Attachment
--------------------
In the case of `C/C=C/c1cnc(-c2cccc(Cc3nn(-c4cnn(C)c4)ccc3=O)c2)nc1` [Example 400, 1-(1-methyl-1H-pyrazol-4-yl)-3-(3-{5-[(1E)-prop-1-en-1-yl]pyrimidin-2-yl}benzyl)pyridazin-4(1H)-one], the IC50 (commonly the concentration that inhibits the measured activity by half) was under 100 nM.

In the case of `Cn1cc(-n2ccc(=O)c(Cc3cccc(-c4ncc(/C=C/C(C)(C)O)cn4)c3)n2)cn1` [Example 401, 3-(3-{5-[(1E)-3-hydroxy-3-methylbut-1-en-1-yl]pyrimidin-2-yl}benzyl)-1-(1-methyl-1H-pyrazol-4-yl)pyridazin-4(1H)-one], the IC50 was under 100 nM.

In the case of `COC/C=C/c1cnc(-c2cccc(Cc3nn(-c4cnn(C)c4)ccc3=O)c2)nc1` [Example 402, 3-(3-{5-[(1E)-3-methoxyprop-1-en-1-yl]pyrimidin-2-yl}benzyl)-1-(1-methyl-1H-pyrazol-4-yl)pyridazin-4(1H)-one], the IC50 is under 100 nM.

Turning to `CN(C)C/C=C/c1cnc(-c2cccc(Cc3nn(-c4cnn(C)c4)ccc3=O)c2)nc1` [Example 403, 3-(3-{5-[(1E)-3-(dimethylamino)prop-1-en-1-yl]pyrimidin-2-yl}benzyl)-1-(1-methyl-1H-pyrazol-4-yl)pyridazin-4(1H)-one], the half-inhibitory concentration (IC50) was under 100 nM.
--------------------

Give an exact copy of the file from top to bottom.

In the case of `C/C=C/c1cnc(-c2cccc(Cc3nn(-c4cnn(C)c4)ccc3=O)c2)nc1` [Example 400, 1-(1-methyl-1H-pyrazol-4-yl)-3-(3-{5-[(1E)-prop-1-en-1-yl]pyrimidin-2-yl}benzyl)pyridazin-4(1H)-one], the IC50 (commonly the concentration that inhibits the measured activity by half) was under 100 nM.

In the case of `Cn1cc(-n2ccc(=O)c(Cc3cccc(-c4ncc(/C=C/C(C)(C)O)cn4)c3)n2)cn1` [Example 401, 3-(3-{5-[(1E)-3-hydroxy-3-methylbut-1-en-1-yl]pyrimidin-2-yl}benzyl)-1-(1-methyl-1H-pyrazol-4-yl)pyridazin-4(1H)-one], the IC50 was under 100 nM.

In the case of `COC/C=C/c1cnc(-c2cccc(Cc3nn(-c4cnn(C)c4)ccc3=O)c2)nc1` [Example 402, 3-(3-{5-[(1E)-3-methoxyprop-1-en-1-yl]pyrimidin-2-yl}benzyl)-1-(1-methyl-1H-pyrazol-4-yl)pyridazin-4(1H)-one], the IC50 is under 100 nM.

Turning to `CN(C)C/C=C/c1cnc(-c2cccc(Cc3nn(-c4cnn(C)c4)ccc3=O)c2)nc1` [Example 403, 3-(3-{5-[(1E)-3-(dimethylamino)prop-1-en-1-yl]pyrimidin-2-yl}benzyl)-1-(1-methyl-1H-pyrazol-4-yl)pyridazin-4(1H)-one], the half-inhibitory concentration (IC50) was under 100 nM.